Face Appearance: Fleshtones with an emphasis of the white around the mouth and eyes with a black line surrounding the white. It is also common for the auguste to overuse the reds, pinks, tans and browns for an extravagantly colourful face. This type of clown usually has a large ball shaped comedy nose.
Costume Appearance: Displaying the widest range of costumes of all clowns, this clown will wear almost anything except what the whiteface is wearing. The Auguste will stay clear of theatrical fabrics or sequins but also likes to exaggerate his clothing with oversized coats, undersized hats or very short pants and colourful suspenders much like Steve Urkel from the popular TV show Family Matters.
Character: The master of slapstick and playing the fool, this clown is forever tripping and seems to be the clumsiest of them all. Said to have got his name from the German word for "fool", the auguste is somewhat awkward and unsure of his own feet. This clown is usually the instigator when the whiteface is not present however everything seems to backfire, making him the brunt of most pranks.
The conta-auguste is not as important as the whiteface clown but is more important than the auguste, as he strives to be a whiteface clown. He is often very bias mediator between the two and is generally instructed by the whiteface to "fix" the behaviour of the auguste. Being the attention seeker that he is can lead him to being in a "pickle" most of the time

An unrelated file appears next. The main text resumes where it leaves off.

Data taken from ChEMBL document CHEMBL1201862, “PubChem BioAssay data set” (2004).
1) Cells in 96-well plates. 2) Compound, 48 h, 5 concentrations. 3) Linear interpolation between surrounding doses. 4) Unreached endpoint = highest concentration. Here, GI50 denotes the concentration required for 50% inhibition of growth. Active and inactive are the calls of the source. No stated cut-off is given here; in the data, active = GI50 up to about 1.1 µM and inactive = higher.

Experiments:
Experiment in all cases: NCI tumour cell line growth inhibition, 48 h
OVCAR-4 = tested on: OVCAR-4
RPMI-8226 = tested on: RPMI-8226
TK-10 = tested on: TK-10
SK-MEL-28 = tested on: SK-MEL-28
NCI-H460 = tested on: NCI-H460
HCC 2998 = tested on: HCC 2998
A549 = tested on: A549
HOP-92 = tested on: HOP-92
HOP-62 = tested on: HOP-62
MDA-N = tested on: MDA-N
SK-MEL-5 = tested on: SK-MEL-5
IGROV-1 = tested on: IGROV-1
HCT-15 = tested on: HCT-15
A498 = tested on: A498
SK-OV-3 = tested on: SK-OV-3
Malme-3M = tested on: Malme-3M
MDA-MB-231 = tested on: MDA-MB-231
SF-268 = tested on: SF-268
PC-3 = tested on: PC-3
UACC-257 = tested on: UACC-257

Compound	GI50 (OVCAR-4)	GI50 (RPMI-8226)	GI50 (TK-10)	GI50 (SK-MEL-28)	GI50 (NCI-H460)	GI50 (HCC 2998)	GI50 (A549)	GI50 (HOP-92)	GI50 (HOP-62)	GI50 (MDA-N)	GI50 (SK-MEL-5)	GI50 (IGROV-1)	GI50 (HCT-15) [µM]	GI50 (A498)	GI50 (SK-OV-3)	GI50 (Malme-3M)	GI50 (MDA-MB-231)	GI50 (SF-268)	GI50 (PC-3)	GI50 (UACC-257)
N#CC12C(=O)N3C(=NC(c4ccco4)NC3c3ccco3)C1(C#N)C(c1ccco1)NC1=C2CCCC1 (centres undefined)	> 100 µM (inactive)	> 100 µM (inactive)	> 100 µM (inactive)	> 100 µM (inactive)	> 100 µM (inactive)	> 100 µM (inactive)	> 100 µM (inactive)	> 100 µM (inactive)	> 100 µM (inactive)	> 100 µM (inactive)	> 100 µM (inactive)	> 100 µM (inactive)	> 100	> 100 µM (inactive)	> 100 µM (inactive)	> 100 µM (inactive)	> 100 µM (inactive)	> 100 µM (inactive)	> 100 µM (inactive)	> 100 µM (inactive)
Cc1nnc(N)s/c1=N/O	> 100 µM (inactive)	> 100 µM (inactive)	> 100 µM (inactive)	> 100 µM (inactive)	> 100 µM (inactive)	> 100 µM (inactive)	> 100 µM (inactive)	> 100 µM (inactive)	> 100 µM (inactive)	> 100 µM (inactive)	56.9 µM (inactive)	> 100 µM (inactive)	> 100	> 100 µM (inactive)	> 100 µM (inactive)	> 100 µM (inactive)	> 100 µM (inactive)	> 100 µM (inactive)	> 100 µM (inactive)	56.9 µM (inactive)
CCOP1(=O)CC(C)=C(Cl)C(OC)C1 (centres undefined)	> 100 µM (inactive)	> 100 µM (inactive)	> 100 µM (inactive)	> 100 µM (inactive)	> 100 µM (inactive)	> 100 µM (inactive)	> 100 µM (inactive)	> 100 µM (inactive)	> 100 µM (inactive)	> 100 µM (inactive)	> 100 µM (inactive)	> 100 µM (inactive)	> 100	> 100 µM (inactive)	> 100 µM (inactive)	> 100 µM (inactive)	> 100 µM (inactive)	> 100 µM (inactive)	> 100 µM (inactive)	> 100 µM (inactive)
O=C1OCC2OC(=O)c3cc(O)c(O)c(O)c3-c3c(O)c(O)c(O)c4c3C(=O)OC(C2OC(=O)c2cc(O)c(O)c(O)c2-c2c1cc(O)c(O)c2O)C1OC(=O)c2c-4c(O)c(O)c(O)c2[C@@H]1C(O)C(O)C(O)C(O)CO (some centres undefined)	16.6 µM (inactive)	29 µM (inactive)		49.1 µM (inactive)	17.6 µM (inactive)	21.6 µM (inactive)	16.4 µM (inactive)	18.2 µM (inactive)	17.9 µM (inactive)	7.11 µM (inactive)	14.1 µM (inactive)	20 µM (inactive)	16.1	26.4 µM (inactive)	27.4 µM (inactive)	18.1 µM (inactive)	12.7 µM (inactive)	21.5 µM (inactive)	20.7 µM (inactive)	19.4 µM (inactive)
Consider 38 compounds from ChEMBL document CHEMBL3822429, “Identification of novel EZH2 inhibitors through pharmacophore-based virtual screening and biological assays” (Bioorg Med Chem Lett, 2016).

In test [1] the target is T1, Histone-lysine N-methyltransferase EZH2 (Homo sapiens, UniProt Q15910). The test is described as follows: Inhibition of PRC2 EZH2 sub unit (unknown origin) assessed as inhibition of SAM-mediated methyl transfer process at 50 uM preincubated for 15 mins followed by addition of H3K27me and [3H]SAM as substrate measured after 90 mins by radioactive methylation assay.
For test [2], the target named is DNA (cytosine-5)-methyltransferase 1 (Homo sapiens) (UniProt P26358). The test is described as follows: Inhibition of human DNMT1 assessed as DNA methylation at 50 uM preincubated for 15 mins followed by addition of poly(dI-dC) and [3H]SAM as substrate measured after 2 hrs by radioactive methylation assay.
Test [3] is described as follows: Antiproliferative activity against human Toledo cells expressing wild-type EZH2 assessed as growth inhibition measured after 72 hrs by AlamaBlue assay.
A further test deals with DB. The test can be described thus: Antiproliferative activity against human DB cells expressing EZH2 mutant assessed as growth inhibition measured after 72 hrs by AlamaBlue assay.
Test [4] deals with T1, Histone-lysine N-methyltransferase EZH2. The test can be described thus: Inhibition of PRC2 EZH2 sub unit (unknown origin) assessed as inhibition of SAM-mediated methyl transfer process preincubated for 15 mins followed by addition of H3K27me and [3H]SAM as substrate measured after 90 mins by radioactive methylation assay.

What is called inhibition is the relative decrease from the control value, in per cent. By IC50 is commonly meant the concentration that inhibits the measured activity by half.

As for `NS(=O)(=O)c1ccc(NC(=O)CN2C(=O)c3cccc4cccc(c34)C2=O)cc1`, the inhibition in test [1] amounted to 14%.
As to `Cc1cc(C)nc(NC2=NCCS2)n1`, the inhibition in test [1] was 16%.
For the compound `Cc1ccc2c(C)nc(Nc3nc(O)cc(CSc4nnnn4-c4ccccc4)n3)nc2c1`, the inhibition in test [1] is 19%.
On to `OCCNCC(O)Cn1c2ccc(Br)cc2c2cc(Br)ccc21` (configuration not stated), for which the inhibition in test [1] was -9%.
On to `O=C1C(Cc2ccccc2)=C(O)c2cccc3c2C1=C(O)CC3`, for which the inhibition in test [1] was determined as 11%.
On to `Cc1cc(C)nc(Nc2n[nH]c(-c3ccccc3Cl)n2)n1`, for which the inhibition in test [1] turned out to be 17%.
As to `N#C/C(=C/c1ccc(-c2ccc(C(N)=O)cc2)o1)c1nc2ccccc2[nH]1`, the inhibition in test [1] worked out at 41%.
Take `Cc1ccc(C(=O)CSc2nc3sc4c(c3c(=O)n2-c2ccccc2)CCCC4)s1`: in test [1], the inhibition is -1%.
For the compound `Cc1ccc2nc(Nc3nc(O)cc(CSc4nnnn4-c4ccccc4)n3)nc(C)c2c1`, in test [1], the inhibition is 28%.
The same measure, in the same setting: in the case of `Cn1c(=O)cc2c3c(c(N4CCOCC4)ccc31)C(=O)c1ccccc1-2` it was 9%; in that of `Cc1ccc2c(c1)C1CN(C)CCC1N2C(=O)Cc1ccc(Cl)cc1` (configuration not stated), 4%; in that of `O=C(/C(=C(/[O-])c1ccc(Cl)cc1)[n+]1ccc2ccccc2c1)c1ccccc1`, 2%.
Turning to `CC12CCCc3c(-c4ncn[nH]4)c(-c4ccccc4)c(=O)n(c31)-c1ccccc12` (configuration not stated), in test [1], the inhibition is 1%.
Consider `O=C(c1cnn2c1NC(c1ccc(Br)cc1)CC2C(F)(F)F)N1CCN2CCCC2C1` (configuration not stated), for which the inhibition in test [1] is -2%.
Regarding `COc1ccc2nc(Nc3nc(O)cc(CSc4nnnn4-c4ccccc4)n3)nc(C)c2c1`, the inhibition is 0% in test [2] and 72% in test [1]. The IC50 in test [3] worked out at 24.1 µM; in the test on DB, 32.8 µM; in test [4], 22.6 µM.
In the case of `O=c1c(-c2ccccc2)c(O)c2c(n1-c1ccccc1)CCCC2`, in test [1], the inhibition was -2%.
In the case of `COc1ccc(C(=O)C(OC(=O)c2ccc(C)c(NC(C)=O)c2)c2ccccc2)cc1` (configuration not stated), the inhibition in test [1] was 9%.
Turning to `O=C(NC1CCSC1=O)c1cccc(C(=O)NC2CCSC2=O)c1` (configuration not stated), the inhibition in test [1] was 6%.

History of the Auguste: In the 20th Century it is said that the two major clown types merged to form the auguste clown. Albert Fratellini who was one of the famous Fratellini Brothers created a character that was made up of a mixture of one brothers 'whiteface' character and the other brothers ' tramp' character. Albert attached a red nose to his character which is widely used by most clowns today. The auguste clown was then fine-tuned by Lou Jacobs of the Ringling Brothers who became model of how auguste clowns should look and act.
Famous Auguste Characters: Albert Fratellini, Cooky, Coco, Grock, Lou Jacobs, and Leon McBryde's "Buttons"